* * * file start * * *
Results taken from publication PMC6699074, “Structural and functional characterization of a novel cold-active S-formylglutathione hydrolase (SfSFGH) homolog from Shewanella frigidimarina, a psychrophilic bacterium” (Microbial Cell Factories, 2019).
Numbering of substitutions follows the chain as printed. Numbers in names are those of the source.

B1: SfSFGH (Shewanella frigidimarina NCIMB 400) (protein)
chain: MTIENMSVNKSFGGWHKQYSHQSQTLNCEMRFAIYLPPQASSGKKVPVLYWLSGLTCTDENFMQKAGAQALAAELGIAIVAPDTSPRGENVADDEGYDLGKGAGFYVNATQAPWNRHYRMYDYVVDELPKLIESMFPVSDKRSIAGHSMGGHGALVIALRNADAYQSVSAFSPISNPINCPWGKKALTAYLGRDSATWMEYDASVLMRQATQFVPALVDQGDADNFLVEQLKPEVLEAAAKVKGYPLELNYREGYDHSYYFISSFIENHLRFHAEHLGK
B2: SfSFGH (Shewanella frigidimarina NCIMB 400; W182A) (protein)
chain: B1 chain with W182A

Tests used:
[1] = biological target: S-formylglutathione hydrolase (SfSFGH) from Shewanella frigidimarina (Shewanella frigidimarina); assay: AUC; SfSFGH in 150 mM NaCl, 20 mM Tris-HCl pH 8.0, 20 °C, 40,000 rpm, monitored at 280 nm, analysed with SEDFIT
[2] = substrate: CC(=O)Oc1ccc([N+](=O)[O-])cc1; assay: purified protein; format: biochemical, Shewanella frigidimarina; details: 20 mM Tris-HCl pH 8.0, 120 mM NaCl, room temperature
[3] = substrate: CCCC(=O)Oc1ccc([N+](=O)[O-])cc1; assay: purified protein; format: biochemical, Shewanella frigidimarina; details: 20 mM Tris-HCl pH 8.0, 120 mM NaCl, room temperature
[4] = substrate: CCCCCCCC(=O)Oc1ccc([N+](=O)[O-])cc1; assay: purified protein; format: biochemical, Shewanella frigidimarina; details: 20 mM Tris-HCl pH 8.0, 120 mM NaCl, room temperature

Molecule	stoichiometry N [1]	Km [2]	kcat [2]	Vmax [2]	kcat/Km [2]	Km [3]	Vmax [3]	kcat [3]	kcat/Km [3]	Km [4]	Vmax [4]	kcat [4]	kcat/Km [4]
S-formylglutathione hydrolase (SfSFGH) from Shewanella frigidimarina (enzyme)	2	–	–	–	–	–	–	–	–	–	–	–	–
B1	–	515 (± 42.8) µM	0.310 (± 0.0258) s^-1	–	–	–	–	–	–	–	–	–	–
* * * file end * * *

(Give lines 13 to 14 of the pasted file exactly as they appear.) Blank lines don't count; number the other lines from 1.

S-formylglutathione hydrolase (SfSFGH) from Shewanella frigidimarina (enzyme)	2	–	–	–	–	–	–	–	–	–	–	–	–
B1	–	515 (± 42.8) µM	0.310 (± 0.0258) s^-1	–	–	–	–	–	–	–	–	–	–